Experts develop law to check unfair contracts
The Law Reform Commission (LRC) has started the process to draft a law to deal with unfair contract terms in the country.
A roundtable in Accra yesterday to discuss a statutory framework for the development of a law, brought together experts in the legal field and lay persons with different backgrounds to deliberate on the practical reforms needed to make the existing laws responsive to the protection of parties in contracts.
It would be a definite law that will take care of unfair contract terms not found in the various existing contract laws such as Contracts Act, 1960 (Act 25), Land Act, 2020 (Act 1036), the Sale of Goods Act, 1962 (Act137) and the Illiterate Protection Act, 1912 (CAP 262) among others.
The legal experts were expected to discuss the legal issues that would form the basis of the law under construction.
The issues for consideration included the scope of the law, the nature of the exclusion clauses or limitation clauses in contracts in the Ghanaian law and the extent to which a party to a contract could limit his or her liability under a contract and protection for illiterate parties to a contract among others.
A Justice of the Court of Appeal, Dr Ernest Owusu-Dapaah, in a presentation on why the country needed a dedicated legal framework on unfair contractual terms in the country said such a move would address several important issues that protected the rights and interests of consumers and promote fair and ethical business practices.
He said some of the key issues that needed to be considered and addressed in such legislation included clear definition of what constituted an unfair contract term, consumer rights, including the right to information.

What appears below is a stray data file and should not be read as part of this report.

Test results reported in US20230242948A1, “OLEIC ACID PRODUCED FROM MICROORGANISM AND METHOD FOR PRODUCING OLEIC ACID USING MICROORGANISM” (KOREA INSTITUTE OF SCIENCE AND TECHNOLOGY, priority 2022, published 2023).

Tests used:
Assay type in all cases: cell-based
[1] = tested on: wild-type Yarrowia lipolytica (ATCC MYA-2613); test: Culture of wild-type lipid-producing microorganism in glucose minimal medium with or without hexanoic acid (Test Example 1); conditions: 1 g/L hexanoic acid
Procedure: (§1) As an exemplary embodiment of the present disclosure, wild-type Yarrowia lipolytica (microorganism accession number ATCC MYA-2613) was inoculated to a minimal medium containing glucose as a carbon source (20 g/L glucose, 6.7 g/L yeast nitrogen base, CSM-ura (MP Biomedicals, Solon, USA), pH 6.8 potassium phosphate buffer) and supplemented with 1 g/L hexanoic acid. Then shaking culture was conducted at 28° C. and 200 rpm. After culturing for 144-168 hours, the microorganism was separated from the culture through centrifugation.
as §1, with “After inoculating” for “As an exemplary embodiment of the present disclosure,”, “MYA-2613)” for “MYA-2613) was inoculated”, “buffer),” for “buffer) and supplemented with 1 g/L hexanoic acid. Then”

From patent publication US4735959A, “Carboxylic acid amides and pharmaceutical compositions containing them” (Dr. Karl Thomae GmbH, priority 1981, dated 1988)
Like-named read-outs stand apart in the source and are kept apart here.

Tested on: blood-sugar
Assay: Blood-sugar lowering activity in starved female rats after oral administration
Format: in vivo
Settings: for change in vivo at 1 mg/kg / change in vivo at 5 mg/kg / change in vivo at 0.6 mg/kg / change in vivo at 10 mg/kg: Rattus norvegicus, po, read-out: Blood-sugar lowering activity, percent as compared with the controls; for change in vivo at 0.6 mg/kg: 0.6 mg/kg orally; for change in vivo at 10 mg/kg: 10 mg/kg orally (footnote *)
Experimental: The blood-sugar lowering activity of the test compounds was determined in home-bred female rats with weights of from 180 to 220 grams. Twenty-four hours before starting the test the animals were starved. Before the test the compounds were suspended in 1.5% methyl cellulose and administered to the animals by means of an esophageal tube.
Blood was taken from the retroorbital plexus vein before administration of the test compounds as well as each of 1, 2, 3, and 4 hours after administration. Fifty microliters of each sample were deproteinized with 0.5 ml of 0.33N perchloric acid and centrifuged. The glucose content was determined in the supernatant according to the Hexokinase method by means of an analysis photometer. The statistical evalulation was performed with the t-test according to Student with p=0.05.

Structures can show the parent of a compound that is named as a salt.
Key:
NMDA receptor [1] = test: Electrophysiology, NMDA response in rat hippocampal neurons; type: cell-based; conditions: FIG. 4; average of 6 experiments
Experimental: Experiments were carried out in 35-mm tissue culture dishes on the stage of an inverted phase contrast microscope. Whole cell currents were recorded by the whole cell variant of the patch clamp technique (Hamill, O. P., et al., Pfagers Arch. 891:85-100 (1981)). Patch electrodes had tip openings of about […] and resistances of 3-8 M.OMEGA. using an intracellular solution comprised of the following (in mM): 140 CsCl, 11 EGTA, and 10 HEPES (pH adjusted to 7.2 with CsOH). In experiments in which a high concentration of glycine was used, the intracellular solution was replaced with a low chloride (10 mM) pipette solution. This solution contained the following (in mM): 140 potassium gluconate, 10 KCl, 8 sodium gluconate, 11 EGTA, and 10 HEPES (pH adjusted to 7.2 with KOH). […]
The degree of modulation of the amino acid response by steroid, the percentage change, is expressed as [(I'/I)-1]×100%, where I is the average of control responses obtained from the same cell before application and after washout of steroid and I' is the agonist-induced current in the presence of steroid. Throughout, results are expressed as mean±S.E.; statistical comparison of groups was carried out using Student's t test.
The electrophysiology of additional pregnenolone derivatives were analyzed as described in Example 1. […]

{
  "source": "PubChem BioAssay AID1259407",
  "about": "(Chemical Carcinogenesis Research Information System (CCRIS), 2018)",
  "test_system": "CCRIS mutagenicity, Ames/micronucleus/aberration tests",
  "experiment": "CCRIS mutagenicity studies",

The Executive Director of the LRC, Anita Ababio, explained that the law of unfair contract was an aspect of consumer protection rights they were seeking to formulate.
“Unfair contract means signing a contract without having an idea of what it is”, she explained.
She cited unfair contract terms as signing a mortgage without having knowledge of the deeper details of the terms or buying an item from a shop with information written in languages people did not understand such as Chinese.
“For example statements such as “Goods sold are not returnable”, meanwhile there are defects in them that you did not see immediately and because of these clauses, you cannot get a refund or replacement”.
A Deputy Minister of Justice, Alfred Tuah-Yeboah, said the conference was in line with the transformational agenda of government to make the law practicable to respond to the socio-cultural and economic needs of Ghanaians at all times.